The Canadian government has announced enforceable quotas for zero-emission vehicle sales. By 2026, a fifth of all new passenger cars, trucks and SUVs sold in the country will need to be zero-emission models, such as electric or hydrogen fuel cell vehicles. 

“We’re moving forward with a regulated sales target that requires at least 20 percent of new vehicles sold by 2026 to be zero emission, increasing that to 60 percent by 2030 and 100 percent by 2035,” Julie Dabrusin, parliamentary secretary to the Minister of Environment and Climate Change, said at a press conference.

It’s estimated that, between 2026 and 2050, the quotas will lead to Canadians saving almost $34 billion CAD in energy costs. The reduction in greenhouse gas emissions will be equivalent to Ontario’s entire emissions for three years. Currently, passenger vehicle emissions account for around 10 percent of Canada’s total greenhouse gas emissions.

While Canada already had zero-emission vehicle sales targets, those aren’t yet enforceable nationwide, though some provinces, including Quebec and British Columbia, have their own mandates. The final regulations should be published in 2023. According to the Canadian Press, importers and manufacturers that don’t meet the quotas may be penalized under the Canadian Environmental Protection Act. The country will use credits to track vehicle sales.

There’s still some way to go until Canada can meet the proposed sales targets. In the first six months of 2022, EVs (including plug-in hybrid models) made up 7.2 percent of new car registrations. That was up from 5.2 percent for all of 2021. In British Columbia, almost 15 percent of new vehicles registered between January and June were EVs. In Quebec and Ontario, the proportions were 11.4 percent and 5.5 percent, respectively. In all other provinces, EVs accounted for less than four percent of new vehicle sales.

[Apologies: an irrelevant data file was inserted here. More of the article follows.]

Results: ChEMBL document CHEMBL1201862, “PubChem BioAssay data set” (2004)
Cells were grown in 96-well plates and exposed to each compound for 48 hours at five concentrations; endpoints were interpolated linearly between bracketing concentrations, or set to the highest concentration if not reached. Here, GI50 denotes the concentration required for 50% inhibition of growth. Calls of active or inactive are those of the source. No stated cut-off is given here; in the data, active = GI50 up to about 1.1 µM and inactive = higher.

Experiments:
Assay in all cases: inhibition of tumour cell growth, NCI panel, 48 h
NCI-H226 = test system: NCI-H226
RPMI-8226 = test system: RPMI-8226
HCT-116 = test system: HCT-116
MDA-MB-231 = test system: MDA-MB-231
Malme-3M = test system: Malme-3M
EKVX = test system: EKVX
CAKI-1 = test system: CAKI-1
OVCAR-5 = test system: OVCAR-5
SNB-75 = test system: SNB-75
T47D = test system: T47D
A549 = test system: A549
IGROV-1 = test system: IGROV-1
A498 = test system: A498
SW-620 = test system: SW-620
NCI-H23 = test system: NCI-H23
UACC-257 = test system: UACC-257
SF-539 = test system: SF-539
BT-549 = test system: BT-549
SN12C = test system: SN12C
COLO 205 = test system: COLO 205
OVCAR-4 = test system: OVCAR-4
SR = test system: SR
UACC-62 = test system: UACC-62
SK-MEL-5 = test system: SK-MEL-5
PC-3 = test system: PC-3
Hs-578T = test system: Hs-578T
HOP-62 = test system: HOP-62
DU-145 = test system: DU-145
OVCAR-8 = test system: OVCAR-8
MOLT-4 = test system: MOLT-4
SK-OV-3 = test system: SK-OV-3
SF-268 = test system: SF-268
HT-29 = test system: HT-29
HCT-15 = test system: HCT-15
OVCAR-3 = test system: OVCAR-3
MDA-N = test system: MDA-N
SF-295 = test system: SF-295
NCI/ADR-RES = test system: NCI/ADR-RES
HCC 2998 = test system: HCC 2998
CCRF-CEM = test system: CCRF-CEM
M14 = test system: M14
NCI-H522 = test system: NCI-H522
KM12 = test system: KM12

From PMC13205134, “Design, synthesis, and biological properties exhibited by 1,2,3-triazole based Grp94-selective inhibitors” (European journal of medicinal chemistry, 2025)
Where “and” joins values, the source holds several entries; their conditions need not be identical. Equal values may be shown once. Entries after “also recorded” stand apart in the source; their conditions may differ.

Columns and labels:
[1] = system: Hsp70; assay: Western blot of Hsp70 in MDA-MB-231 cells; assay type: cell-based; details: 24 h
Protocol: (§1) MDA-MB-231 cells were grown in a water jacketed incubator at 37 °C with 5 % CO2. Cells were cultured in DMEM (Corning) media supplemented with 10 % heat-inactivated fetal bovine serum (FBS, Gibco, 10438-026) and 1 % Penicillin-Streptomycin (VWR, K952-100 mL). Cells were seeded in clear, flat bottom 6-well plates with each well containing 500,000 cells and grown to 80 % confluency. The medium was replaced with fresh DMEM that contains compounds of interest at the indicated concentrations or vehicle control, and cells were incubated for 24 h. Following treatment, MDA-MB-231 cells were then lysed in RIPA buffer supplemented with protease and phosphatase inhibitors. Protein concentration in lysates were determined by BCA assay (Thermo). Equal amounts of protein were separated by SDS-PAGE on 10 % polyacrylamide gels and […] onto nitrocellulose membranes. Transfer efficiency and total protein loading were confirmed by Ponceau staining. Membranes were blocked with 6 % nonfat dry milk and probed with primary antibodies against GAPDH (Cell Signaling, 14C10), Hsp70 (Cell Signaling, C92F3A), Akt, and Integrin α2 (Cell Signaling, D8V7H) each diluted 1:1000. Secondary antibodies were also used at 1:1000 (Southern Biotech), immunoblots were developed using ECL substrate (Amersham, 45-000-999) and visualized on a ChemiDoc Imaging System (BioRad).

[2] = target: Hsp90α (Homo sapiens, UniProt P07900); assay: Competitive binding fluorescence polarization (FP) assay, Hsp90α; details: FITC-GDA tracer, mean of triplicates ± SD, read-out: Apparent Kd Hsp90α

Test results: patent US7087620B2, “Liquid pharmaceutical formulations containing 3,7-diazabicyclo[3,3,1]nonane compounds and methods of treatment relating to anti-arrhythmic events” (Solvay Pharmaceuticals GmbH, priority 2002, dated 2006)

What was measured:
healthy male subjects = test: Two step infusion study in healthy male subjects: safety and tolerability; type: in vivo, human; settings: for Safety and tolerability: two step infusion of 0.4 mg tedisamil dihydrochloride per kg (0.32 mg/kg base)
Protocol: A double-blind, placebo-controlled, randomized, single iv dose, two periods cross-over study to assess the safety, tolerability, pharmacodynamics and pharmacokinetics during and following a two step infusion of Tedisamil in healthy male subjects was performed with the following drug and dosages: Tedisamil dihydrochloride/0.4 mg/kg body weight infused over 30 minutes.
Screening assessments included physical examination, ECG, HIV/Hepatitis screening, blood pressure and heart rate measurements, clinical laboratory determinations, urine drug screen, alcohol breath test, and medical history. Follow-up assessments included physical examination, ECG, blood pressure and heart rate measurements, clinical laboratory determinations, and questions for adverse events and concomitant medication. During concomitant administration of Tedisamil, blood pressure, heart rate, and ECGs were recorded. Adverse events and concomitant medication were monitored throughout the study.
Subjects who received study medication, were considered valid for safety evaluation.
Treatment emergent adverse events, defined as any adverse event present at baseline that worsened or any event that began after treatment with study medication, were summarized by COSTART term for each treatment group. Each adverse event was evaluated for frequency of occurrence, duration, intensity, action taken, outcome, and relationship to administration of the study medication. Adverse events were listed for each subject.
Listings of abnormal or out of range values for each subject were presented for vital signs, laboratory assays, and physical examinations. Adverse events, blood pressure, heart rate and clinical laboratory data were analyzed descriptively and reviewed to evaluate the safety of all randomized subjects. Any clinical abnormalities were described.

Infrastructure improvements should help to increase EV adoption, as should incentives. Dabrusin noted that, by 2027, 85,000 federally funded public chargers will be installed across the country. She added that Canada has long offered rebates on new zero-emission vehicle purchases of up to $5,000 for individuals and up to $10,000 for businesses. More than 180,000 Canadians and businesses in the country have benefitted from those incentives, which have been renewed. The government also plans to invest in EV manufacturing.

Several automakers have pledged to switch entirely to making EVs and/or hydrogen fuel cell vehicles, with GM setting a deadline of 2035 and Honda aiming to fully make the transition by 2040. Some jurisdictions — such as California, New York and the UK — will ban the sale of gas-powered vehicles by 2035.

“The regulated sales targets for zero emission vehicles announced today will reduce emissions by helping more drivers get behind the wheel of an electric car,” Anna Kanduth, a senior research associate at the Canadian Climate Institute, said. “Right now, more than half of Canadians want their next car to be an electric vehicle but they face long wait times, with scarce supply going to provinces like British Columbia and Quebec, where sales mandates are already in place. The federal regulations will help shorten wait times for electric vehicles and plug-in hybrids by increasing supply in all provinces and territories.”